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Few years ago, I was looking for a data format with low latency block and stream support. While protocol buffers offered streams, it was lacking of indexed block access. Soon I realized I was looking for a container with file system like properties. When examined HDF5 I got very close to what I needed to store massive financial engineering datasets. In 2011 HDF5 had good support for full and partial read write operations for high dimensional extendable datasets with optional compression. Also scientific platforms such as Python, Julia, R and Matlab supported HDF5 and most importantly worked across operating systems.

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Machine learning / data science is an emerging field where data-storage is necessary part but not the main attraction. Data science requires a general fast, block and sequential access, capable of storing the observations used for model building. HDF5 does provide basic building blocks for the role, but there is a gap between what it offers and what's provided.

Researchers working directly with popular linear algebra libraries, the STL or time series can benefit of H5CPP template library's CRUD like low latency operations. While engineers who need fast storage solution for arbitrary complex POD struct types – often already available in C/C++ header files – benefit from H5CPP clang based compiler technology.

The current HDF5 C++ approach considers C++ as a different language from C, and reproduces the CAPI calls, adding only marginal value. Also existing C/C++ library is lacking of high performance packet writing capability, seamless POD structure transformation to HDF5 compound types and has no support for popular matrix algebra libraries and STL containers. In fact HDF5 C++ doesn't consider C++ templates at all; whereas modern C++ is about templates, and template meta-programming paradigms.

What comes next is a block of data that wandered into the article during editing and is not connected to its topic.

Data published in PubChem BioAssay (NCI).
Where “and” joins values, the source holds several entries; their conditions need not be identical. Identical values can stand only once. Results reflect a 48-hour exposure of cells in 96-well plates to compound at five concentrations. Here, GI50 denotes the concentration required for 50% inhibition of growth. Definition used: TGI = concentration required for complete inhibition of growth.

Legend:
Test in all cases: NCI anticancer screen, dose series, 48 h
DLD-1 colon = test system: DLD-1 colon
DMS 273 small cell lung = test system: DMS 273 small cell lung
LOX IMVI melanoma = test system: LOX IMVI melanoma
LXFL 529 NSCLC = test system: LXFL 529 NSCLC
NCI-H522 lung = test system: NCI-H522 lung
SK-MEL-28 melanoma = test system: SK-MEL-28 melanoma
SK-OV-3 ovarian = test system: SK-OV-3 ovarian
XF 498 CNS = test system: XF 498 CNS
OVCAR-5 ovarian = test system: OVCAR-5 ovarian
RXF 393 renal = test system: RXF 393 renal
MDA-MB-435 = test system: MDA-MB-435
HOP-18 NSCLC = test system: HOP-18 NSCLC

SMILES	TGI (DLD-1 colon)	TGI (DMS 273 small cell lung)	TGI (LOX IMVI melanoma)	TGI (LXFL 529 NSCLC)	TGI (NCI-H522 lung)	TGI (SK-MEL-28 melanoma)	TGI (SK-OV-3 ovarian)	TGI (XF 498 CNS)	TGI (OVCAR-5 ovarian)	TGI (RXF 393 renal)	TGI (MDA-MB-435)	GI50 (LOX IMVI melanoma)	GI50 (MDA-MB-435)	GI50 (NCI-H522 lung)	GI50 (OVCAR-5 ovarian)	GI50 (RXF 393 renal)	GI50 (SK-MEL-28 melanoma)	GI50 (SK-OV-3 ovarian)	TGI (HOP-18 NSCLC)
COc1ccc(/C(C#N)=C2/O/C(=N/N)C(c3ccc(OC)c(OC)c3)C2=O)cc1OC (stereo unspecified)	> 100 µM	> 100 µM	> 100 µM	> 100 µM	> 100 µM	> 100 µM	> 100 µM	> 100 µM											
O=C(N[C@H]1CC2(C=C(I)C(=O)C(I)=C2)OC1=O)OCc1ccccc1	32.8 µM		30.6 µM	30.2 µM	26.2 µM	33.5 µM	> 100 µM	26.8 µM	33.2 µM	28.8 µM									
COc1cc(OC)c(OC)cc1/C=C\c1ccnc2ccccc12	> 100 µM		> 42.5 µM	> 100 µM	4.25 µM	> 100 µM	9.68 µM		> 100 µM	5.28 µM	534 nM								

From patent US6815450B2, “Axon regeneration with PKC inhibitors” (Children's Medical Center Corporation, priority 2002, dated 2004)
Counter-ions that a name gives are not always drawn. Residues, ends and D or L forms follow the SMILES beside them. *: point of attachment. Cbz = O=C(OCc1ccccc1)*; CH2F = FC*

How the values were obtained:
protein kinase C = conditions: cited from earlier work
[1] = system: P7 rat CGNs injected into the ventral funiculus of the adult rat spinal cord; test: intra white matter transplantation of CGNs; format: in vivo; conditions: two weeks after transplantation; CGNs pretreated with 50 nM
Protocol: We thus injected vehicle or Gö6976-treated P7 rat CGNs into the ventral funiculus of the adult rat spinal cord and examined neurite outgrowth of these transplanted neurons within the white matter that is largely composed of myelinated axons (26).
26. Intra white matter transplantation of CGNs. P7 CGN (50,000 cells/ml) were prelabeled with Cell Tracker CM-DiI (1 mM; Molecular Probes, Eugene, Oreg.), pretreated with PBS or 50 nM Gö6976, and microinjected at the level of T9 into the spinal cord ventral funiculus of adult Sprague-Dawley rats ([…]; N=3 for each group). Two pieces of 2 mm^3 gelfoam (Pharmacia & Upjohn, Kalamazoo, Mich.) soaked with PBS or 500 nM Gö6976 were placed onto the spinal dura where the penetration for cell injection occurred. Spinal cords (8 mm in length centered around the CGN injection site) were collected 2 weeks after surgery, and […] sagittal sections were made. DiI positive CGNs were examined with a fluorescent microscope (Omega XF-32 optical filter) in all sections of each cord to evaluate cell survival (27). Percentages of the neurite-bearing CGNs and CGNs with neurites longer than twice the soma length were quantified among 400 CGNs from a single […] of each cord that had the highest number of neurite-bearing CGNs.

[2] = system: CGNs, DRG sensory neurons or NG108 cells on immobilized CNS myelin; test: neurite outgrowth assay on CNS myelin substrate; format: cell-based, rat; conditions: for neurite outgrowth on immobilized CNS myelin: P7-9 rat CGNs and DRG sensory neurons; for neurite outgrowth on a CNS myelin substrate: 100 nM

The original design criteria was to implement an intuitive, easy to use template based library that supports most major linear algebra systems, with create, read, write and append operations. This work may be freely downloaded from this h5cpp11 page. However in the in the past few months, in co-operation with Gerd Heber, HDFGroup, I've been engaged with a design and implementation of new, unique interface: a mixture of Gerd's idea of having something python-ishly flexible, but instead of using dictionary based named argument passing mechanism, I proposed a sexy EBNF grammar, implemented in C++ template meta programming. This unique C++ API allows you to start coding without any knowledge of HDF5 API, yet it provides ample of room for the details when you need them.

The type system is hidden behind templates, and IO calls will do the right thing. In addition to templates, an optional clang based compiler scans your project source files, detects all C/C++ POD structures being referenced by H5CPP calls, then from the topologically sorted nodes produces the HDF5 Compound type transformations. The HDF5 DDL is required to do operations with HDF5 Compound datatypes, and can be a tedious process to do the old fashioned way when you have a large complex project. DDL to source code transformation has been around for decades: protocol buffers or apache thrift are good examples – however what H5CPP compiler does is the exact opposite: it takes arbitrary C/C++ source code and produces HDF5 Compound type DDL. [DDL stands for Data Description Language] The above mechanism works with arbitrary depth of fundamental, array types and POD struct types.

Other design considerations:

H5cpp aims to solve real life problems you as a software writer, engineer, scientist or project manager meet and worth solving. Try the live demo and download the project.

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Steven Varga is an independent researcher in machine learning and computational finance, providing convex approximations for combinatorial problems, models sequential, categorical data and writes software for high performance computing in C++,Julia, Python or R.